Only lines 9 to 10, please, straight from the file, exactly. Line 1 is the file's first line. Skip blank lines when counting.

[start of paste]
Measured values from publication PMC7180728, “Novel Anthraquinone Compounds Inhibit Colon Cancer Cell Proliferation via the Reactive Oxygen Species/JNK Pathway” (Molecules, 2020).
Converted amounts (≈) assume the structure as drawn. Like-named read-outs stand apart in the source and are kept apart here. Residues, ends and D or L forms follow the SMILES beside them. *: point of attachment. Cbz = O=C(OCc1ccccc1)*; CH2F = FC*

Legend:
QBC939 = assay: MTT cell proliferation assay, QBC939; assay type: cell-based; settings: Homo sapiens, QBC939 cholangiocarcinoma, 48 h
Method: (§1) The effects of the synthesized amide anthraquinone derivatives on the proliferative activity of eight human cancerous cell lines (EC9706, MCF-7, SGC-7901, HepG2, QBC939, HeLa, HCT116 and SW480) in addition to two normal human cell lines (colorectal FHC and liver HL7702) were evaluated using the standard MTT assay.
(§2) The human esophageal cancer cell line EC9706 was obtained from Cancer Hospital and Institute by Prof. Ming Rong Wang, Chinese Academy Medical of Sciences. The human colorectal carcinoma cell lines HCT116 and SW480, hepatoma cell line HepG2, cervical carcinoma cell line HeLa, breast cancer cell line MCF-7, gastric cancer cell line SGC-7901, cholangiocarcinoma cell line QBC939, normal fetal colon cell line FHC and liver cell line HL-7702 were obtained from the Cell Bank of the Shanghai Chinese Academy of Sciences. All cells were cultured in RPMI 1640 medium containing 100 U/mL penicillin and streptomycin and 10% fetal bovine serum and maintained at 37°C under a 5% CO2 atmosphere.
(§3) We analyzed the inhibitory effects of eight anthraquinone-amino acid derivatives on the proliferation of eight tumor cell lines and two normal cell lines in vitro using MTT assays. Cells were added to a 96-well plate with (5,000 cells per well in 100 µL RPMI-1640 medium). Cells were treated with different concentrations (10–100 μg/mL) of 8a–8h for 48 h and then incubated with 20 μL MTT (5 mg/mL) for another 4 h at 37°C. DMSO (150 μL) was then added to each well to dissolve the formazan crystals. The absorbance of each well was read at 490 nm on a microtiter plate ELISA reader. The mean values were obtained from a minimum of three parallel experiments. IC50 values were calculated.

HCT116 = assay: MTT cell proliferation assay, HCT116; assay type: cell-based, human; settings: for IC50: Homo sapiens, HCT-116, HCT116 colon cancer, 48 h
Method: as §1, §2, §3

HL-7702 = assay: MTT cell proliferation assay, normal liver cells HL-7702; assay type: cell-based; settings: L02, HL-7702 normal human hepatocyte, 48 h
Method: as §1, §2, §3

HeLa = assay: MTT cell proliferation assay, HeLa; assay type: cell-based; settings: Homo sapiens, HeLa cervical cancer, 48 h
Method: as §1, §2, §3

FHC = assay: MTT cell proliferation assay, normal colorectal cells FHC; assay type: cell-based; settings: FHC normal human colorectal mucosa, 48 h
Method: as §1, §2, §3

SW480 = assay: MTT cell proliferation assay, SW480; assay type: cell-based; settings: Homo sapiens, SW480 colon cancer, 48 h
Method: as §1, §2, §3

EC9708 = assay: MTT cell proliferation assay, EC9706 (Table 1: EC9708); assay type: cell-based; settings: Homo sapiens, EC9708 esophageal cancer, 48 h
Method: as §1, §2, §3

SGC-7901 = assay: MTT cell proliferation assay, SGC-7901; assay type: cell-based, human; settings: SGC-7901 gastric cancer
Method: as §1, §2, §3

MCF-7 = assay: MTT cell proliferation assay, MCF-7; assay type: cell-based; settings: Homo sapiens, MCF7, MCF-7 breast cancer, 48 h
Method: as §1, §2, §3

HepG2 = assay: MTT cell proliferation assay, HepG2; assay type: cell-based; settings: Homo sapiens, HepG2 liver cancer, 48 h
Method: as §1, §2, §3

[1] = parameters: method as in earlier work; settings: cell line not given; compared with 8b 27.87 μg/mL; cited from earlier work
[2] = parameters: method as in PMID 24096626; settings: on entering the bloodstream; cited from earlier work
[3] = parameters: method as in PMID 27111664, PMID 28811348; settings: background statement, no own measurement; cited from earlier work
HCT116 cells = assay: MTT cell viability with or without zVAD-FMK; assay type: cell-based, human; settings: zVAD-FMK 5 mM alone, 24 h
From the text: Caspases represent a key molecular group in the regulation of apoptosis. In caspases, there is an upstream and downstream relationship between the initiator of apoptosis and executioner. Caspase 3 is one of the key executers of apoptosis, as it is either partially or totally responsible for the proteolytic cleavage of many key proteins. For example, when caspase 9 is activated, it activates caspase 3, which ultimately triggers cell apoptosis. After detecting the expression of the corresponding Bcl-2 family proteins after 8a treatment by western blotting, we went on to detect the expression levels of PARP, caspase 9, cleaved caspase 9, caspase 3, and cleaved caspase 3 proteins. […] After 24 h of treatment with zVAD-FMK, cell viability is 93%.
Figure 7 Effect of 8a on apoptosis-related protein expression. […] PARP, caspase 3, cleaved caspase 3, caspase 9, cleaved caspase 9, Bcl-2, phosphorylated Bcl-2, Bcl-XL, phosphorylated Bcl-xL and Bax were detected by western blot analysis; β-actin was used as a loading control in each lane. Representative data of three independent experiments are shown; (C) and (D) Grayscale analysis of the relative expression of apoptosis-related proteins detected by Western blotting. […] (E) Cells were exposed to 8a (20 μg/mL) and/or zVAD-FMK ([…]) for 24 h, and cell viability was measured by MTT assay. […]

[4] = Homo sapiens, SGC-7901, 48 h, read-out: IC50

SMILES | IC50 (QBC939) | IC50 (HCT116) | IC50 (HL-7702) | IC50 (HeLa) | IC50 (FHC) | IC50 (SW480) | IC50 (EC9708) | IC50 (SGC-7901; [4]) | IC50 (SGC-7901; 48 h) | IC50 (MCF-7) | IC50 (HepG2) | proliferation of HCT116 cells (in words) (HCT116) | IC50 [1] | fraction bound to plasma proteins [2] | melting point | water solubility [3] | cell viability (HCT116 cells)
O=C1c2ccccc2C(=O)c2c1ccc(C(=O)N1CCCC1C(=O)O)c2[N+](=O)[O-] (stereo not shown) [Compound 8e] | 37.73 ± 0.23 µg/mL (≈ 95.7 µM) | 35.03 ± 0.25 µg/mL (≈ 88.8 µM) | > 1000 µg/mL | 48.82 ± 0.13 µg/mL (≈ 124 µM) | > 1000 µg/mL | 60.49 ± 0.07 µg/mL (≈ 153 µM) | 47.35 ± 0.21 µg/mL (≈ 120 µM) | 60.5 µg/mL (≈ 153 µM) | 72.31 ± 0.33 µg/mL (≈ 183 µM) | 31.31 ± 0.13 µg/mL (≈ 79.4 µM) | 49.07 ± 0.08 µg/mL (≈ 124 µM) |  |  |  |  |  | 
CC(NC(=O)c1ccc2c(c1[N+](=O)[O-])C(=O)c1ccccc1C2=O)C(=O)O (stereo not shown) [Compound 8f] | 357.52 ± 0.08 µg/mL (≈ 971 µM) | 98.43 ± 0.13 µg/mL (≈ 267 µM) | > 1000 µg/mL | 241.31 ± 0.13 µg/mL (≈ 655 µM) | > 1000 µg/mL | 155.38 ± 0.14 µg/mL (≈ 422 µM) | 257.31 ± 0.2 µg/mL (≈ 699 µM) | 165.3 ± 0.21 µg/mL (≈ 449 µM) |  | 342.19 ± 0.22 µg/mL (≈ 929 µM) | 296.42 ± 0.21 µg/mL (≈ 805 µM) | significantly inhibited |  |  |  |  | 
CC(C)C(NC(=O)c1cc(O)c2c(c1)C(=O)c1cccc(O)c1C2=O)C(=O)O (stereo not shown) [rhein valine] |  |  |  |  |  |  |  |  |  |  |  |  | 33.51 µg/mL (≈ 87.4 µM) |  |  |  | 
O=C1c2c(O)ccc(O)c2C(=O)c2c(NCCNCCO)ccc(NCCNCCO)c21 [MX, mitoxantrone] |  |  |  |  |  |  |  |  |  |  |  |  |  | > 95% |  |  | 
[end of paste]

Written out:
Method: as §1, §2, §3

HL-7702 = assay: MTT cell proliferation assay, normal liver cells HL-7702; assay type: cell-based; settings: L02, HL-7702 normal human hepatocyte, 48 h